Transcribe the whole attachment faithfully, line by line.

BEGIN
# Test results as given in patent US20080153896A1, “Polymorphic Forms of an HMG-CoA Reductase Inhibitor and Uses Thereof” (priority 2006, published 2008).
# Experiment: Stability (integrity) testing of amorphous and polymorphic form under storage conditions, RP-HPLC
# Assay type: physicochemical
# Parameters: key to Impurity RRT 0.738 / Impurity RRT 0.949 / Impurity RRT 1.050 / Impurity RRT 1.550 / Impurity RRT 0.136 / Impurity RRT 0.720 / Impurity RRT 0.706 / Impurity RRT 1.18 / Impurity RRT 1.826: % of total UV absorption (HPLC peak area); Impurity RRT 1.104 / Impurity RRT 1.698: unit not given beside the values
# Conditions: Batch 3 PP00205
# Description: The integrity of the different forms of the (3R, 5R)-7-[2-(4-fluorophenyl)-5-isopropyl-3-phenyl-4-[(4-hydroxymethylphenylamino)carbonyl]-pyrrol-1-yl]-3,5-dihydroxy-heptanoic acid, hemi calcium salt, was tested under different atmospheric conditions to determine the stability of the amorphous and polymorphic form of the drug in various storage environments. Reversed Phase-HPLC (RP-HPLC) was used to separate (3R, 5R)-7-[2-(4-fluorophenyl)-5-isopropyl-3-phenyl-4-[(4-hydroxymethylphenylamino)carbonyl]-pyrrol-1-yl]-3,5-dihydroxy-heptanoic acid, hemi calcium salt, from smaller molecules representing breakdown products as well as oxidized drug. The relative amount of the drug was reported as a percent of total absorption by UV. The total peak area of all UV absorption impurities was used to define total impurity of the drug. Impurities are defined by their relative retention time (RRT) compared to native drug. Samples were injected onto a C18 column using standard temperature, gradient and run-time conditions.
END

# Test results as given in patent US20080153896A1, “Polymorphic Forms of an HMG-CoA Reductase Inhibitor and Uses Thereof” (priority 2006, published 2008).
# Experiment: Stability (integrity) testing of amorphous and polymorphic form under storage conditions, RP-HPLC
# Assay type: physicochemical
# Parameters: key to Impurity RRT 0.738 / Impurity RRT 0.949 / Impurity RRT 1.050 / Impurity RRT 1.550 / Impurity RRT 0.136 / Impurity RRT 0.720 / Impurity RRT 0.706 / Impurity RRT 1.18 / Impurity RRT 1.826: % of total UV absorption (HPLC peak area); Impurity RRT 1.104 / Impurity RRT 1.698: unit not given beside the values
# Conditions: Batch 3 PP00205
# Description: The integrity of the different forms of the (3R, 5R)-7-[2-(4-fluorophenyl)-5-isopropyl-3-phenyl-4-[(4-hydroxymethylphenylamino)carbonyl]-pyrrol-1-yl]-3,5-dihydroxy-heptanoic acid, hemi calcium salt, was tested under different atmospheric conditions to determine the stability of the amorphous and polymorphic form of the drug in various storage environments. Reversed Phase-HPLC (RP-HPLC) was used to separate (3R, 5R)-7-[2-(4-fluorophenyl)-5-isopropyl-3-phenyl-4-[(4-hydroxymethylphenylamino)carbonyl]-pyrrol-1-yl]-3,5-dihydroxy-heptanoic acid, hemi calcium salt, from smaller molecules representing breakdown products as well as oxidized drug. The relative amount of the drug was reported as a percent of total absorption by UV. The total peak area of all UV absorption impurities was used to define total impurity of the drug. Impurities are defined by their relative retention time (RRT) compared to native drug. Samples were injected onto a C18 column using standard temperature, gradient and run-time conditions.